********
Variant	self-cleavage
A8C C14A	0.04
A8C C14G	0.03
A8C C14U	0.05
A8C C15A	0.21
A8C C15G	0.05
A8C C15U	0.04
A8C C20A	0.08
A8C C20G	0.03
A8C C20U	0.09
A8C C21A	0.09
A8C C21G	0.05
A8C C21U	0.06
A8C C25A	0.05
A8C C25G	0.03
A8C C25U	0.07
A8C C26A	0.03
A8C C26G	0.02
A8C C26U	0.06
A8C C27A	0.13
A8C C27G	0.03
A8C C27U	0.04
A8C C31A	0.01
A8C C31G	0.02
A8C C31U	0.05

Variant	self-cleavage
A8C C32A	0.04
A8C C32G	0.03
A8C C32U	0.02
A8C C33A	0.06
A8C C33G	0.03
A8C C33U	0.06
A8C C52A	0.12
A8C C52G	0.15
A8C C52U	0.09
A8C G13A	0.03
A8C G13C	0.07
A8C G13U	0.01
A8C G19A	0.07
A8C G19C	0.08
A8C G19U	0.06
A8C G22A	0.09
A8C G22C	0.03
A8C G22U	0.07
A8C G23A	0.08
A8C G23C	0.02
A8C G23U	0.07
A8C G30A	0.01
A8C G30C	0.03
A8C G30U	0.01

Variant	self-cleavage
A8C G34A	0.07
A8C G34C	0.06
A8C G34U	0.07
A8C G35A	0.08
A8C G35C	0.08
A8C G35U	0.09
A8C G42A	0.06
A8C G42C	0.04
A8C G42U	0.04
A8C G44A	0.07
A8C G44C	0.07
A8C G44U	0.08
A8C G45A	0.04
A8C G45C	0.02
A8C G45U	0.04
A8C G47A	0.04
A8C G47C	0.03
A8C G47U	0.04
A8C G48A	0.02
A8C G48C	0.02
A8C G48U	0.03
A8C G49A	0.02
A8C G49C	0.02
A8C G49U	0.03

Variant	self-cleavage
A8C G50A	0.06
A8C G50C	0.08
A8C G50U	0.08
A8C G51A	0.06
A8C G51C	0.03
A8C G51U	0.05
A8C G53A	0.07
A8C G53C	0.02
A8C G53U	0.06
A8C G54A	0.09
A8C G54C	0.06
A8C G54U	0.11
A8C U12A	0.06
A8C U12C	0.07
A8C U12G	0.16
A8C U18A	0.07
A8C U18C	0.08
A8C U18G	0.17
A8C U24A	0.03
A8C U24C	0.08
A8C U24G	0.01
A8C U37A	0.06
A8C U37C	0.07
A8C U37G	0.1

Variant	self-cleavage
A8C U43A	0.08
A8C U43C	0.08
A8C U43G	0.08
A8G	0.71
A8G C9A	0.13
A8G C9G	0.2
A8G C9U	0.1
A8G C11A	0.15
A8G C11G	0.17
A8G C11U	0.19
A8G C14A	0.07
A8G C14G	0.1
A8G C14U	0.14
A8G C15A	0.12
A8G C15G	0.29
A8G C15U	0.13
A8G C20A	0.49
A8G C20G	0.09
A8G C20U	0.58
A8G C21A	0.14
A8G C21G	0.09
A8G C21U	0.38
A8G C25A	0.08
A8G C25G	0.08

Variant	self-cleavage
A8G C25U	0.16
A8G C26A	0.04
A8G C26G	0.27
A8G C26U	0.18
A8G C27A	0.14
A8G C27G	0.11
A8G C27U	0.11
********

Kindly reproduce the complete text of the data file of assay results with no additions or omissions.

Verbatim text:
Variant	self-cleavage
A8C C14A	0.04
A8C C14G	0.03
A8C C14U	0.05
A8C C15A	0.21
A8C C15G	0.05
A8C C15U	0.04
A8C C20A	0.08
A8C C20G	0.03
A8C C20U	0.09
A8C C21A	0.09
A8C C21G	0.05
A8C C21U	0.06
A8C C25A	0.05
A8C C25G	0.03
A8C C25U	0.07
A8C C26A	0.03
A8C C26G	0.02
A8C C26U	0.06
A8C C27A	0.13
A8C C27G	0.03
A8C C27U	0.04
A8C C31A	0.01
A8C C31G	0.02
A8C C31U	0.05

Variant	self-cleavage
A8C C32A	0.04
A8C C32G	0.03
A8C C32U	0.02
A8C C33A	0.06
A8C C33G	0.03
A8C C33U	0.06
A8C C52A	0.12
A8C C52G	0.15
A8C C52U	0.09
A8C G13A	0.03
A8C G13C	0.07
A8C G13U	0.01
A8C G19A	0.07
A8C G19C	0.08
A8C G19U	0.06
A8C G22A	0.09
A8C G22C	0.03
A8C G22U	0.07
A8C G23A	0.08
A8C G23C	0.02
A8C G23U	0.07
A8C G30A	0.01
A8C G30C	0.03
A8C G30U	0.01

Variant	self-cleavage
A8C G34A	0.07
A8C G34C	0.06
A8C G34U	0.07
A8C G35A	0.08
A8C G35C	0.08
A8C G35U	0.09
A8C G42A	0.06
A8C G42C	0.04
A8C G42U	0.04
A8C G44A	0.07
A8C G44C	0.07
A8C G44U	0.08
A8C G45A	0.04
A8C G45C	0.02
A8C G45U	0.04
A8C G47A	0.04
A8C G47C	0.03
A8C G47U	0.04
A8C G48A	0.02
A8C G48C	0.02
A8C G48U	0.03
A8C G49A	0.02
A8C G49C	0.02
A8C G49U	0.03

Variant	self-cleavage
A8C G50A	0.06
A8C G50C	0.08
A8C G50U	0.08
A8C G51A	0.06
A8C G51C	0.03
A8C G51U	0.05
A8C G53A	0.07
A8C G53C	0.02
A8C G53U	0.06
A8C G54A	0.09
A8C G54C	0.06
A8C G54U	0.11
A8C U12A	0.06
A8C U12C	0.07
A8C U12G	0.16
A8C U18A	0.07
A8C U18C	0.08
A8C U18G	0.17
A8C U24A	0.03
A8C U24C	0.08
A8C U24G	0.01
A8C U37A	0.06
A8C U37C	0.07
A8C U37G	0.1

Variant	self-cleavage
A8C U43A	0.08
A8C U43C	0.08
A8C U43G	0.08
A8G	0.71
A8G C9A	0.13
A8G C9G	0.2
A8G C9U	0.1
A8G C11A	0.15
A8G C11G	0.17
A8G C11U	0.19
A8G C14A	0.07
A8G C14G	0.1
A8G C14U	0.14
A8G C15A	0.12
A8G C15G	0.29
A8G C15U	0.13
A8G C20A	0.49
A8G C20G	0.09
A8G C20U	0.58
A8G C21A	0.14
A8G C21G	0.09
A8G C21U	0.38
A8G C25A	0.08
A8G C25G	0.08

Variant	self-cleavage
A8G C25U	0.16
A8G C26A	0.04
A8G C26G	0.27
A8G C26U	0.18
A8G C27A	0.14
A8G C27G	0.11
A8G C27U	0.11